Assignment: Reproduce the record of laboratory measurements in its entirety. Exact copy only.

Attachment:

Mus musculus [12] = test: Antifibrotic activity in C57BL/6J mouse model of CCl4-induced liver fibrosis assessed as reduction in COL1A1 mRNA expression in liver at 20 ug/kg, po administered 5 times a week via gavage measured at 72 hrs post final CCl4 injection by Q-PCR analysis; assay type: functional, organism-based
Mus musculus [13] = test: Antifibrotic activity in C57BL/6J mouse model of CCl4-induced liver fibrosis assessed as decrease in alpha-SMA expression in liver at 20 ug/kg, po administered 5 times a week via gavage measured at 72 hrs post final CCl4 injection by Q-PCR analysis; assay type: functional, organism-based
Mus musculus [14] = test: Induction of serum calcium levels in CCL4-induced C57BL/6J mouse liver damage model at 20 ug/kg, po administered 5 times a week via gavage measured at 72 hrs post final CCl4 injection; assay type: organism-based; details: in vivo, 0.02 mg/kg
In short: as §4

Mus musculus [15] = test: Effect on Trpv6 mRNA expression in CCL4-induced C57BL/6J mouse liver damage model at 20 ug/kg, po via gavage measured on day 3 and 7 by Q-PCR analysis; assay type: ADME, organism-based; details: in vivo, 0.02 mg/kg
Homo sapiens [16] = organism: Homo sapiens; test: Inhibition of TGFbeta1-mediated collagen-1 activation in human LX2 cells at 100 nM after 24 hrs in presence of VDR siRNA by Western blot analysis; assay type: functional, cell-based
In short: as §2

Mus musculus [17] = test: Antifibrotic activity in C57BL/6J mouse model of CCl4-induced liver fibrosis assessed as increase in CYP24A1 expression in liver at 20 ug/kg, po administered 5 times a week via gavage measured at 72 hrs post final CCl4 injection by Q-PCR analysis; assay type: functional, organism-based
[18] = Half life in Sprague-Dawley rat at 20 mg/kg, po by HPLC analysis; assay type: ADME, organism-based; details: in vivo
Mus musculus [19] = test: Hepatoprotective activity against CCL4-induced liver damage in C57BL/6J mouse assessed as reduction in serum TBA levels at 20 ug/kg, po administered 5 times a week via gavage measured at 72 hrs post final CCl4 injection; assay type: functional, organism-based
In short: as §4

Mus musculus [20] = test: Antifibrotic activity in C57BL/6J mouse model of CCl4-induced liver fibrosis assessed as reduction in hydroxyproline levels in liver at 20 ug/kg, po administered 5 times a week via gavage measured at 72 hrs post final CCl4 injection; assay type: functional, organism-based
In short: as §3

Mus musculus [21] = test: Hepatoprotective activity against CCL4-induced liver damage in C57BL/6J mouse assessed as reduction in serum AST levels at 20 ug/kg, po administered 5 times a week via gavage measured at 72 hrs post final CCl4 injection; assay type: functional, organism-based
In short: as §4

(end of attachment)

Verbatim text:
Mus musculus [12] = test: Antifibrotic activity in C57BL/6J mouse model of CCl4-induced liver fibrosis assessed as reduction in COL1A1 mRNA expression in liver at 20 ug/kg, po administered 5 times a week via gavage measured at 72 hrs post final CCl4 injection by Q-PCR analysis; assay type: functional, organism-based
Mus musculus [13] = test: Antifibrotic activity in C57BL/6J mouse model of CCl4-induced liver fibrosis assessed as decrease in alpha-SMA expression in liver at 20 ug/kg, po administered 5 times a week via gavage measured at 72 hrs post final CCl4 injection by Q-PCR analysis; assay type: functional, organism-based
Mus musculus [14] = test: Induction of serum calcium levels in CCL4-induced C57BL/6J mouse liver damage model at 20 ug/kg, po administered 5 times a week via gavage measured at 72 hrs post final CCl4 injection; assay type: organism-based; details: in vivo, 0.02 mg/kg
In short: as §4

Mus musculus [15] = test: Effect on Trpv6 mRNA expression in CCL4-induced C57BL/6J mouse liver damage model at 20 ug/kg, po via gavage measured on day 3 and 7 by Q-PCR analysis; assay type: ADME, organism-based; details: in vivo, 0.02 mg/kg
Homo sapiens [16] = organism: Homo sapiens; test: Inhibition of TGFbeta1-mediated collagen-1 activation in human LX2 cells at 100 nM after 24 hrs in presence of VDR siRNA by Western blot analysis; assay type: functional, cell-based
In short: as §2

Mus musculus [17] = test: Antifibrotic activity in C57BL/6J mouse model of CCl4-induced liver fibrosis assessed as increase in CYP24A1 expression in liver at 20 ug/kg, po administered 5 times a week via gavage measured at 72 hrs post final CCl4 injection by Q-PCR analysis; assay type: functional, organism-based
[18] = Half life in Sprague-Dawley rat at 20 mg/kg, po by HPLC analysis; assay type: ADME, organism-based; details: in vivo
Mus musculus [19] = test: Hepatoprotective activity against CCL4-induced liver damage in C57BL/6J mouse assessed as reduction in serum TBA levels at 20 ug/kg, po administered 5 times a week via gavage measured at 72 hrs post final CCl4 injection; assay type: functional, organism-based
In short: as §4

Mus musculus [20] = test: Antifibrotic activity in C57BL/6J mouse model of CCl4-induced liver fibrosis assessed as reduction in hydroxyproline levels in liver at 20 ug/kg, po administered 5 times a week via gavage measured at 72 hrs post final CCl4 injection; assay type: functional, organism-based
In short: as §3

Mus musculus [21] = test: Hepatoprotective activity against CCL4-induced liver damage in C57BL/6J mouse assessed as reduction in serum AST levels at 20 ug/kg, po administered 5 times a week via gavage measured at 72 hrs post final CCl4 injection; assay type: functional, organism-based
In short: as §4